For business class, there are fast lanes for immigration and the security check. The process there takes about 15 to 20 minutes in total.
Do not forget or lose your departure card (it is part of your landing slip you received upon your arrival).
If you have tax free items you would like to declare, do not forget to get the form before (!) going through security. At the counter in the gate areas they will need this form (I learned it the hard way because the first time I did not know about this requirement).
As, the line for the tax refund in the gate area can also be very long, you should factor this in before you go to the airport.
After security and immigration, there is a big range of shops – I think they are OK, there are some local (though overpriced) shops as well as the typical high-end shops from Armani to Zegna, which you get used to when living in Asia. As mentioned in my Bangkok Guide, I love Jim Thompson for high quality Thai souvenirs, which are not mainstream. If you did not make it to their city branches, your last chance is at the airport (the selection is much more limited than in the city though).
The duty free shops have a very big selection of chocolates (if you are a fan of Kinder products like me, there is a huge variety from Kinder Bueno to Nutella). Regarding cosmetics I think the range is a bit limited – you do get the most common brands (even Bobbi Brown which I have so far not spotted at too many airports). However, the products are often limited to creams and perfumes or travel items and a lot of shades for non-Asian skin types are not available. It is a bit annoying because a lot of items are on display and still are then “sold out” and “coming next month”. Over the past two years, I have repeatedly asked for the same products and they always “come back next month”. Well, well.
Dining-wise you have a big option of Thai restaurants – I always choose Mango Tree at the beginning of Zone B. There is another branch at the other end of the terminal as well.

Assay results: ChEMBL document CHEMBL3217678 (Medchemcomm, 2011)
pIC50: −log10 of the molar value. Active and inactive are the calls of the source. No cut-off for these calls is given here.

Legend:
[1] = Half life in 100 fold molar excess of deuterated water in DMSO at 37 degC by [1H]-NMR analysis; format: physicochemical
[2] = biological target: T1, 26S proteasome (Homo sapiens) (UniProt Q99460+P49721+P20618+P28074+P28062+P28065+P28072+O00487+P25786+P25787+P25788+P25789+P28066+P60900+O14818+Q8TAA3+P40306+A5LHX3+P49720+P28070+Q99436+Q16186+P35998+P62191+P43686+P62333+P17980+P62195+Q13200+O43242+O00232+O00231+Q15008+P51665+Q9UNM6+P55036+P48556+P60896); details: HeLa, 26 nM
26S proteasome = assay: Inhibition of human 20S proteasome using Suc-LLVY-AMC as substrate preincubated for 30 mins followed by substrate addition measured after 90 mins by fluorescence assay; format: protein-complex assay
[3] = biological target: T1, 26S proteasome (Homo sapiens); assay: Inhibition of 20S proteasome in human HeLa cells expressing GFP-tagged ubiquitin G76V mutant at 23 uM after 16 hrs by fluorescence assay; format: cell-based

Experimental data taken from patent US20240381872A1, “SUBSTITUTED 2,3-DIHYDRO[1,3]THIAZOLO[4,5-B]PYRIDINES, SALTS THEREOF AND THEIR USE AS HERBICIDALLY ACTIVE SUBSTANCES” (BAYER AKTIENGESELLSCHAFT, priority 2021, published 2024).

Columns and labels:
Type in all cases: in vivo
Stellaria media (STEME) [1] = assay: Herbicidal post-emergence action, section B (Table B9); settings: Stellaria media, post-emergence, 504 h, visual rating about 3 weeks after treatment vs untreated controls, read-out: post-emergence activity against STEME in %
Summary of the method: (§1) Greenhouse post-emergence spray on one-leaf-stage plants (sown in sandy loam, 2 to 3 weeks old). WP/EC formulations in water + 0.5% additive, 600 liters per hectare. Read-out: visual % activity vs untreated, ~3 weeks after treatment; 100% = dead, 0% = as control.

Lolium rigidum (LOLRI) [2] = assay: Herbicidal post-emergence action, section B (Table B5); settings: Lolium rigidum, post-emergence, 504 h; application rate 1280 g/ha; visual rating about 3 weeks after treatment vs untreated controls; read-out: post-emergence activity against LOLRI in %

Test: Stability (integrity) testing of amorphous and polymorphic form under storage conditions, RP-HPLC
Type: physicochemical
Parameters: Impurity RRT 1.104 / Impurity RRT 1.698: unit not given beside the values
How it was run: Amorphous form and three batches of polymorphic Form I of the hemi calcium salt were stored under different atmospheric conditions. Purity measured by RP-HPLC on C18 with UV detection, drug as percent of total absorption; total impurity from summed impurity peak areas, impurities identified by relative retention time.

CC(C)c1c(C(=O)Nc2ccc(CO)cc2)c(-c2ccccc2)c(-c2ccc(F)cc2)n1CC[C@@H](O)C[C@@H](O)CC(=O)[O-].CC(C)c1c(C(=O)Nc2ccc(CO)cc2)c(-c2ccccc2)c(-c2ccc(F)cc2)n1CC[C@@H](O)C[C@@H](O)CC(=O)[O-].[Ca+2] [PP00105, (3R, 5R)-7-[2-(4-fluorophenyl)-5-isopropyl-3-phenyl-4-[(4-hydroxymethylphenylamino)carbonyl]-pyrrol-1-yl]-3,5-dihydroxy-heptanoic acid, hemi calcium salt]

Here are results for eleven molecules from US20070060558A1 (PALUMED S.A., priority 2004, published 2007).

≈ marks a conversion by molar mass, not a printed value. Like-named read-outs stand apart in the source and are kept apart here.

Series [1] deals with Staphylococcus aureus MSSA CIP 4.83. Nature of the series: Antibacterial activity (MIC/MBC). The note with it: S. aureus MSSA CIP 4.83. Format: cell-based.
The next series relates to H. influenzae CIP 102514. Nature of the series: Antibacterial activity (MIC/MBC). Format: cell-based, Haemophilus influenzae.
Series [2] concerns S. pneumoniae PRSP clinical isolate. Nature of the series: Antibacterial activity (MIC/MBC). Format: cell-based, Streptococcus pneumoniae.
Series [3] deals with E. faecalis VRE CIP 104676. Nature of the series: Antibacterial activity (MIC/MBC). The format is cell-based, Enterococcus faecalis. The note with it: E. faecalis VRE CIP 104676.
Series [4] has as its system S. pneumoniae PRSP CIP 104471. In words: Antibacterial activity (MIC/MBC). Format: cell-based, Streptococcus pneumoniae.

Of course, there are a Starbucks, Burger King and other fast food restaurants. There are also two branches of Dean & Deluca. However, do not expect the same quality as in the city centre. The coffee is not the same standard. The croissants and sandwiches are OK.
As BKK is divided into two major wings, you will find most of the restaurants in both sides. Hence, there is no need to walk all the way from one end to the other.
Seating Areas, Plug Sockets and Wi-Fi
The seating areas are quite limited. Between the zones there are some seats, but if you wish to sit down, you either have to go to a restaurant or to your gate. As the gates only open about 50 minutes before boarding and you cannot enter the area earlier, there are only a few seats available in front of the entrance if you happen to be there earlier. Furthermore, plug sockets are very limited (even in the restaurants). BKK offers unlimited free Wi-Fi. You need to register via an online form. Sometimes, it drops and you need to fill out the form again.
If you transfer at BKK or if your gate happens to change, plan enough time to get from one gate to the other because the distance can be quite far.
In general, I think BKK is very nice and easy-to-navigate with a decent range of shops and restaurants to kill your time.
Original article published in 5/2016, last updated in 3/2018. We cannot accept responsibility for the correctness or completenessof the data, or for ensuring that it is up to date.